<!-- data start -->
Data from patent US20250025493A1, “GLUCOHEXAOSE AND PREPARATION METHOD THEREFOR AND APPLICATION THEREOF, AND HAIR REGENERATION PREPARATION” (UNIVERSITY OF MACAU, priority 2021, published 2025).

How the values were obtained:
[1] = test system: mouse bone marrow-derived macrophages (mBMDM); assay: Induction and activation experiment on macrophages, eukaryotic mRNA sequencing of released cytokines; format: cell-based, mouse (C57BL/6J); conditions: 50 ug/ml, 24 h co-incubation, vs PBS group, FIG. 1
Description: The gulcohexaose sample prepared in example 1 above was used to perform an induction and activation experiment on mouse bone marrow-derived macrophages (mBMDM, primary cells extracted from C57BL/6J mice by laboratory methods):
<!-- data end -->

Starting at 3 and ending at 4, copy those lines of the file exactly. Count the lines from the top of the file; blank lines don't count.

[1] = test system: mouse bone marrow-derived macrophages (mBMDM); assay: Induction and activation experiment on macrophages, eukaryotic mRNA sequencing of released cytokines; format: cell-based, mouse (C57BL/6J); conditions: 50 ug/ml, 24 h co-incubation, vs PBS group, FIG. 1
Description: The gulcohexaose sample prepared in example 1 above was used to perform an induction and activation experiment on mouse bone marrow-derived macrophages (mBMDM, primary cells extracted from C57BL/6J mice by laboratory methods):